Women in Malawi should be given freedom to access sexual and reproductive health services without interference from the state and the church, said Brian Ligomeka, Executive Director, Centre for Solutions Journalism in an interview about the rejection of the former 8th Amendment of the Irish Constitution. “Malawi as a nation needs to emulate what has happened in Ireland by reforming its abortion law. It is unacceptable for the state and religious denominations to be denying women access to sexual and reproductive health services and rights in the name of archaic laws, religion or culture,” he said. “Here in Malawi, the stories of women injuring themselves when desperately trying to induce abortions with crude objects and substances such as cassava sticks, bicycle spokes and poisonous concoctions are horrifying. In countries, where abortion is legal, a few tablets of… misoprostol results in safe abortions. Why should women and girls continue dying when… our health workers have expertise to induce safe abortions, but are barred from doing because of archaic laws?” he asked. He argued that physicians should manage physical health while the clergy took care of spiritual health.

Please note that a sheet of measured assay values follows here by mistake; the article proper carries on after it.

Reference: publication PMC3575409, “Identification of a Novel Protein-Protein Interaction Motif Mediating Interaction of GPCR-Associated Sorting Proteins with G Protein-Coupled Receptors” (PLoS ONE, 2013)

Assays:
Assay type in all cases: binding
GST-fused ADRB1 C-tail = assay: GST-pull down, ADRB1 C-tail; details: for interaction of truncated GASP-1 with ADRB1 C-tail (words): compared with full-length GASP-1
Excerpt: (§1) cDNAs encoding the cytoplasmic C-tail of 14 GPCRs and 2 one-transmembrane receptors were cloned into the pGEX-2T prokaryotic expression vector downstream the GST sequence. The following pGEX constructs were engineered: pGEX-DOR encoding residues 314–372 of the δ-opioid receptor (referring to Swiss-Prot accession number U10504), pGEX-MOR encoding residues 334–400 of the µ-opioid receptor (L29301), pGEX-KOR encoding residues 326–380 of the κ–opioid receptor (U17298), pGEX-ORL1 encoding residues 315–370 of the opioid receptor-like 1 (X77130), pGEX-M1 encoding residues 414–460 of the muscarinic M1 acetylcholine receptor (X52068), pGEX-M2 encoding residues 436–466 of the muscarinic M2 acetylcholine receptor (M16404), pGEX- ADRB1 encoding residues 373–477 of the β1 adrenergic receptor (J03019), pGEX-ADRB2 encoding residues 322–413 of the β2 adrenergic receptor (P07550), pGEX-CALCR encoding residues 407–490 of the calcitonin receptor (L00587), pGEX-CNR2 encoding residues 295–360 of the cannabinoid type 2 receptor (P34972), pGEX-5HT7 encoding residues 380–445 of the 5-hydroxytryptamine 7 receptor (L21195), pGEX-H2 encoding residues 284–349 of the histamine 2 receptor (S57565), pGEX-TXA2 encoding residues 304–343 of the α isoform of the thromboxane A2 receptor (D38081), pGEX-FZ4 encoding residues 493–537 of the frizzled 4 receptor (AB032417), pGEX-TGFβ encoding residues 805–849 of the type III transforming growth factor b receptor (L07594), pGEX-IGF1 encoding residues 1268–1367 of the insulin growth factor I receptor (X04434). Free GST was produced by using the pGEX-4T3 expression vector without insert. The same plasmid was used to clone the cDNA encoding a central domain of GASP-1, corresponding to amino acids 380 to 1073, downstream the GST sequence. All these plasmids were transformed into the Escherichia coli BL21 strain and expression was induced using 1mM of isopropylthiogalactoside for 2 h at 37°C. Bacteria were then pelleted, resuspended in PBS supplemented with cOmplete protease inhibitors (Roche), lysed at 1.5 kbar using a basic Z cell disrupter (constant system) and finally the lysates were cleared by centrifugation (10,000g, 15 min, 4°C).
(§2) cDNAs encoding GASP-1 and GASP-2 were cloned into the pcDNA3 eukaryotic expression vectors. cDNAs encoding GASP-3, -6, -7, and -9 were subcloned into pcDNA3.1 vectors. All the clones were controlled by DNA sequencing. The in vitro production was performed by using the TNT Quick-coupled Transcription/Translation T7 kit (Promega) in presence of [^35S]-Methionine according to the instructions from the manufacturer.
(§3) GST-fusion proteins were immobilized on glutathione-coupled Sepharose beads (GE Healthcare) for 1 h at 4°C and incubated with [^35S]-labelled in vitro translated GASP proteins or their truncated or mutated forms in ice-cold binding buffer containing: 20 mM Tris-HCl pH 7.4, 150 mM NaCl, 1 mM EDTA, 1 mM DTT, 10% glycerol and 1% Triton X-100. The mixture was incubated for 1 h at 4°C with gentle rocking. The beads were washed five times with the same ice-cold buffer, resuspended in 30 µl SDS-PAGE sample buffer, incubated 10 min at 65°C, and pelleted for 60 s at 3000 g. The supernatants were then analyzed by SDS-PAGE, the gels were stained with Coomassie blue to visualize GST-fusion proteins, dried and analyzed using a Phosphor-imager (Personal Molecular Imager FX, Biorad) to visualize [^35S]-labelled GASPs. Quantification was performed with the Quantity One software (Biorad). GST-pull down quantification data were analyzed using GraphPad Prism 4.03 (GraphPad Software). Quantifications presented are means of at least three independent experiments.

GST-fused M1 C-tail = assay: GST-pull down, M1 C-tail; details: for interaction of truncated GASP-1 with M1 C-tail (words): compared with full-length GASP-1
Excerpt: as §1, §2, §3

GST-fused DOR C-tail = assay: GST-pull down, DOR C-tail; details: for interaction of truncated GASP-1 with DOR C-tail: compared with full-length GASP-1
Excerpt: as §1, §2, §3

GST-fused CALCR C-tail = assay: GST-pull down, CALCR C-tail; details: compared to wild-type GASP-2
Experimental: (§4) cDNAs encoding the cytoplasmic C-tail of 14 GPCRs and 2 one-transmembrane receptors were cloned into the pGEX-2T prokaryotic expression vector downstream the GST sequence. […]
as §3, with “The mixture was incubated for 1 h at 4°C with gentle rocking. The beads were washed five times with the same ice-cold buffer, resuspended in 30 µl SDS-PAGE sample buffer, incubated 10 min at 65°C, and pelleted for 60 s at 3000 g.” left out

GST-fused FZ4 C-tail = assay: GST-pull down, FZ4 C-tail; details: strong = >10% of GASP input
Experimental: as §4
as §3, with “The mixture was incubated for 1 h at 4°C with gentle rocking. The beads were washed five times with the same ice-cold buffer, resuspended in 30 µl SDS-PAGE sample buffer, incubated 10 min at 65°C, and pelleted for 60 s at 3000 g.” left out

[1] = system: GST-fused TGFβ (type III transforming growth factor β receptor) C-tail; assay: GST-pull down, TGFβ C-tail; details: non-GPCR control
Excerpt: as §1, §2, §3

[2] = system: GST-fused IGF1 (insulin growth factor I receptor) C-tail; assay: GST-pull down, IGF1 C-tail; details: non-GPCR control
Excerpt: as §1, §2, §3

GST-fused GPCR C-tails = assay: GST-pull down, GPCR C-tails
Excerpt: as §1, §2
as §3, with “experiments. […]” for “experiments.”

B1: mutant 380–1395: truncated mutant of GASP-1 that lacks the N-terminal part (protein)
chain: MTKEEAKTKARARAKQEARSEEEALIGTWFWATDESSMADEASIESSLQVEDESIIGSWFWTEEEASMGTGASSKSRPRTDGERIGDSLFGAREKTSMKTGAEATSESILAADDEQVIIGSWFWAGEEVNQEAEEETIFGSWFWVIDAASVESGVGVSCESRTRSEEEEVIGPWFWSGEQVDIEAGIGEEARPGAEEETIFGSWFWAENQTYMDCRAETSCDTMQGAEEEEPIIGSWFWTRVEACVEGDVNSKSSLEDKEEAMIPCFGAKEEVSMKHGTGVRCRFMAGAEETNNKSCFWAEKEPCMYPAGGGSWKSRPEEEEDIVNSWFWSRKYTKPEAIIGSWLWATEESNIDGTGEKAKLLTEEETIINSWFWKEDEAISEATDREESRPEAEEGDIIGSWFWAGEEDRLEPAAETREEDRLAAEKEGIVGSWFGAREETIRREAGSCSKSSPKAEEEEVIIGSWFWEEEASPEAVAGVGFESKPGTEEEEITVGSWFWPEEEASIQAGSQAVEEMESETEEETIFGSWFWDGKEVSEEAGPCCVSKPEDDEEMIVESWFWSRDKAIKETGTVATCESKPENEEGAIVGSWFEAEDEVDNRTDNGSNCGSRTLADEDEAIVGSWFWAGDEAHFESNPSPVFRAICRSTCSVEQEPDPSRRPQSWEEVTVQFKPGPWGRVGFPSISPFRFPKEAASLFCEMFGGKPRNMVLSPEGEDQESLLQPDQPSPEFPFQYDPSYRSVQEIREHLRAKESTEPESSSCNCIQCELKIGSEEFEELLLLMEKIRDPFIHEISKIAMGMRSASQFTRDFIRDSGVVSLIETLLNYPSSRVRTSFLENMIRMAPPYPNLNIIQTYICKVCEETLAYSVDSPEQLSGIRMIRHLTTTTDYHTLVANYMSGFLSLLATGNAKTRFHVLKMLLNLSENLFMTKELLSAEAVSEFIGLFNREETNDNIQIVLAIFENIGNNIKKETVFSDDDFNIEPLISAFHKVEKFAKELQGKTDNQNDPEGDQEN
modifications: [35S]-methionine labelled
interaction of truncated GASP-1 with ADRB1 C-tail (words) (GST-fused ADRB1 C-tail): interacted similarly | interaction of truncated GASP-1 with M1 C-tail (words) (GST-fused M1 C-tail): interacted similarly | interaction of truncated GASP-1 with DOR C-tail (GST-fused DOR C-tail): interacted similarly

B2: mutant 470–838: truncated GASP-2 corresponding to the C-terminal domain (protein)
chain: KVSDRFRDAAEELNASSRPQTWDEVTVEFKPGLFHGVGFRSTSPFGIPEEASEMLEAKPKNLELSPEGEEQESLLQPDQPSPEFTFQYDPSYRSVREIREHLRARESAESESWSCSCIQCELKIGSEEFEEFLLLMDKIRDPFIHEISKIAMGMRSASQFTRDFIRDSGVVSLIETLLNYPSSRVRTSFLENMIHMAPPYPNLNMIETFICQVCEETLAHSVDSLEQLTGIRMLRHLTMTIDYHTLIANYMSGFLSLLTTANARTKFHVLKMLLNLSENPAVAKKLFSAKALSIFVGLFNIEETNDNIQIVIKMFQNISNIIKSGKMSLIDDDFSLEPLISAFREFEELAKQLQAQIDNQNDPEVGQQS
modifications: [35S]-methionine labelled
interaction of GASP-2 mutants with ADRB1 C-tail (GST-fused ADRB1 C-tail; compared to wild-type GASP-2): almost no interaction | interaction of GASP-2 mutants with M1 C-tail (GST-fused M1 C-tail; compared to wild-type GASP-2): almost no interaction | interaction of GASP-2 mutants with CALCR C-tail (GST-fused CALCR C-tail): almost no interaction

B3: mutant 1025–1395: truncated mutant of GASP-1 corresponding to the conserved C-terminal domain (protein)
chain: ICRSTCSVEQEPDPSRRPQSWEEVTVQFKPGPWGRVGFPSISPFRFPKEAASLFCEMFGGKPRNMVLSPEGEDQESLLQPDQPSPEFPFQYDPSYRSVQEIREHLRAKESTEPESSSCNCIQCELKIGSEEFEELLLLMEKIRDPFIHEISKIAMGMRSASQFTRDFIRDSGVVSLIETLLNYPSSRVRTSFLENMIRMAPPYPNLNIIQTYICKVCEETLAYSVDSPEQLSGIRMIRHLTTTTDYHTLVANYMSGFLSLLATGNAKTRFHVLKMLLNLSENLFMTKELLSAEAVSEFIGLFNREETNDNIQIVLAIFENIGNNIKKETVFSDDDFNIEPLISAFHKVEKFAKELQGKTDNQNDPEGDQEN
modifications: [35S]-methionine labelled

The CSJ are engaged in a sensitisation campaign on abortion in rural areas, where unsafe abortion takes its greatest toll. In a 22 May meeting in rural Zomba, organised by the CSJ, local SRHR activists said it was impossible to keep quiet when women and girls were dying from unsafe abortions. They called for the Termination of Pregnancy Bill, pending for years now, to be tabled and enacted quickly in Malawi’s Parliament.
The bill would legalise abortion on grounds of risk to life and health, in cases of rape and incest and severe fetal malformations, may not allow the majority of abortions, which are due to unwanted pregnancy on socio-economic grounds and/or due to young age. However, unless accompanied by guidelines which interpret health grounds broadly, in line with World Health Organization definitions, it may prove limited in practice.